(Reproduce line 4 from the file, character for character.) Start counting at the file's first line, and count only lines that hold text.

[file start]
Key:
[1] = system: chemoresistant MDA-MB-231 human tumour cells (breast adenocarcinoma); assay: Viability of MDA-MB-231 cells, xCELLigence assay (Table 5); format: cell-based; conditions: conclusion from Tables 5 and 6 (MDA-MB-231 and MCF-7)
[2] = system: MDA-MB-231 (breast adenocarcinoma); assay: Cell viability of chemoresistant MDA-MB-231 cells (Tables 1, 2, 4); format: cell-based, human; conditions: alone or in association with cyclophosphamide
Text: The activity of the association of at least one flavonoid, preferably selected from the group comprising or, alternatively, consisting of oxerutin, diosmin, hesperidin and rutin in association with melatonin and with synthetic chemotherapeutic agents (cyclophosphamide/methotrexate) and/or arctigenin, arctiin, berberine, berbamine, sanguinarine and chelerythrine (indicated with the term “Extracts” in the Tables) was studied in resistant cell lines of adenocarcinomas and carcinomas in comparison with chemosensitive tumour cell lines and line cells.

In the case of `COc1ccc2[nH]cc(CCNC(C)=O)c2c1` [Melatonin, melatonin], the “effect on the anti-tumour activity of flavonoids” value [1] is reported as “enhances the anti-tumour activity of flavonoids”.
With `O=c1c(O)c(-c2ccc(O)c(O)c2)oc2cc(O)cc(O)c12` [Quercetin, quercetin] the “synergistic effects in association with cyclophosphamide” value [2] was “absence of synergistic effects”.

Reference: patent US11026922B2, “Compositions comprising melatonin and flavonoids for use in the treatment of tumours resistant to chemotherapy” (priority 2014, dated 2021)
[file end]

Text: The activity of the association of at least one flavonoid, preferably selected from the group comprising or, alternatively, consisting of oxerutin, diosmin, hesperidin and rutin in association with melatonin and with synthetic chemotherapeutic agents (cyclophosphamide/methotrexate) and/or arctigenin, arctiin, berberine, berbamine, sanguinarine and chelerythrine (indicated with the term “Extracts” in the Tables) was studied in resistant cell lines of adenocarcinomas and carcinomas in comparison with chemosensitive tumour cell lines and line cells.